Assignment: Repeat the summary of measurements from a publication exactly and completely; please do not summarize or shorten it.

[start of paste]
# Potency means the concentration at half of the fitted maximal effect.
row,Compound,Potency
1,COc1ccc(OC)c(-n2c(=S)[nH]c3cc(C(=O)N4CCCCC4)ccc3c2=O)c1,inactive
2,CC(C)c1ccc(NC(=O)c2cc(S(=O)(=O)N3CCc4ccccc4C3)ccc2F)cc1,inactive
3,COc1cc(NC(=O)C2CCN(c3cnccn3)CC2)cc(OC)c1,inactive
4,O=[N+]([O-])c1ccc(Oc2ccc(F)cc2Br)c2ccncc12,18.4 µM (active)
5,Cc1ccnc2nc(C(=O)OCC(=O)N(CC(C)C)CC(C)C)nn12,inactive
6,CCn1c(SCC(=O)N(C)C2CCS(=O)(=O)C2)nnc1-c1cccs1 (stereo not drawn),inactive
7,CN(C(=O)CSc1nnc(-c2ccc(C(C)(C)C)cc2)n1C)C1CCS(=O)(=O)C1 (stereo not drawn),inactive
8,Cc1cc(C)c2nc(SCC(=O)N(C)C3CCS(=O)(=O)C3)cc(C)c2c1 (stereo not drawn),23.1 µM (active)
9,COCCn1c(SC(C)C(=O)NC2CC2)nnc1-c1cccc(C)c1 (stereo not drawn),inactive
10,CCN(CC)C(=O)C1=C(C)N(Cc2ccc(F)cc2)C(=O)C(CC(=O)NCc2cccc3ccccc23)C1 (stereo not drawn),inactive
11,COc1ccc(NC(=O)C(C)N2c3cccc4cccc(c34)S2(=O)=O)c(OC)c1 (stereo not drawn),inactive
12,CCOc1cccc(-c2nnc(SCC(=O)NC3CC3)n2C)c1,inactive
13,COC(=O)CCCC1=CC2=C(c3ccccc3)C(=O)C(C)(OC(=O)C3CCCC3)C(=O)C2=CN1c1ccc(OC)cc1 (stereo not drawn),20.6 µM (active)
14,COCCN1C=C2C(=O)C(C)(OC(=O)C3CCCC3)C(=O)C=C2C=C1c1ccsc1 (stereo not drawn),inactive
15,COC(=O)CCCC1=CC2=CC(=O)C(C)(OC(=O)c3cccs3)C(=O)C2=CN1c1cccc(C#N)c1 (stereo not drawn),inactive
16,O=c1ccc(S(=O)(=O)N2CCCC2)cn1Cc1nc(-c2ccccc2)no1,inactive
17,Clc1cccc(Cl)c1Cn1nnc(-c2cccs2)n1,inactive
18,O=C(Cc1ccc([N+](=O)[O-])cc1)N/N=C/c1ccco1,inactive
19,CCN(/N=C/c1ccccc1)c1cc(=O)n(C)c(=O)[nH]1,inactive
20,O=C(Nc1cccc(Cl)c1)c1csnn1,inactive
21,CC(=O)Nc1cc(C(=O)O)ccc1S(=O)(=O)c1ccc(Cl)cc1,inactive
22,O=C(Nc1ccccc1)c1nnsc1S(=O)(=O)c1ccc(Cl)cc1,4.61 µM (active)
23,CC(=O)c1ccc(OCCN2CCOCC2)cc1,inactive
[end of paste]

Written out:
# Potency means the concentration at half of the fitted maximal effect.
row,Compound,Potency
1,COc1ccc(OC)c(-n2c(=S)[nH]c3cc(C(=O)N4CCCCC4)ccc3c2=O)c1,inactive
2,CC(C)c1ccc(NC(=O)c2cc(S(=O)(=O)N3CCc4ccccc4C3)ccc2F)cc1,inactive
3,COc1cc(NC(=O)C2CCN(c3cnccn3)CC2)cc(OC)c1,inactive
4,O=[N+]([O-])c1ccc(Oc2ccc(F)cc2Br)c2ccncc12,18.4 µM (active)
5,Cc1ccnc2nc(C(=O)OCC(=O)N(CC(C)C)CC(C)C)nn12,inactive
6,CCn1c(SCC(=O)N(C)C2CCS(=O)(=O)C2)nnc1-c1cccs1 (stereo not drawn),inactive
7,CN(C(=O)CSc1nnc(-c2ccc(C(C)(C)C)cc2)n1C)C1CCS(=O)(=O)C1 (stereo not drawn),inactive
8,Cc1cc(C)c2nc(SCC(=O)N(C)C3CCS(=O)(=O)C3)cc(C)c2c1 (stereo not drawn),23.1 µM (active)
9,COCCn1c(SC(C)C(=O)NC2CC2)nnc1-c1cccc(C)c1 (stereo not drawn),inactive
10,CCN(CC)C(=O)C1=C(C)N(Cc2ccc(F)cc2)C(=O)C(CC(=O)NCc2cccc3ccccc23)C1 (stereo not drawn),inactive
11,COc1ccc(NC(=O)C(C)N2c3cccc4cccc(c34)S2(=O)=O)c(OC)c1 (stereo not drawn),inactive
12,CCOc1cccc(-c2nnc(SCC(=O)NC3CC3)n2C)c1,inactive
13,COC(=O)CCCC1=CC2=C(c3ccccc3)C(=O)C(C)(OC(=O)C3CCCC3)C(=O)C2=CN1c1ccc(OC)cc1 (stereo not drawn),20.6 µM (active)
14,COCCN1C=C2C(=O)C(C)(OC(=O)C3CCCC3)C(=O)C=C2C=C1c1ccsc1 (stereo not drawn),inactive
15,COC(=O)CCCC1=CC2=CC(=O)C(C)(OC(=O)c3cccs3)C(=O)C2=CN1c1cccc(C#N)c1 (stereo not drawn),inactive
16,O=c1ccc(S(=O)(=O)N2CCCC2)cn1Cc1nc(-c2ccccc2)no1,inactive
17,Clc1cccc(Cl)c1Cn1nnc(-c2cccs2)n1,inactive
18,O=C(Cc1ccc([N+](=O)[O-])cc1)N/N=C/c1ccco1,inactive
19,CCN(/N=C/c1ccccc1)c1cc(=O)n(C)c(=O)[nH]1,inactive
20,O=C(Nc1cccc(Cl)c1)c1csnn1,inactive
21,CC(=O)Nc1cc(C(=O)O)ccc1S(=O)(=O)c1ccc(Cl)cc1,inactive
22,O=C(Nc1ccccc1)c1nnsc1S(=O)(=O)c1ccc(Cl)cc1,4.61 µM (active)
23,CC(=O)c1ccc(OCCN2CCOCC2)cc1,inactive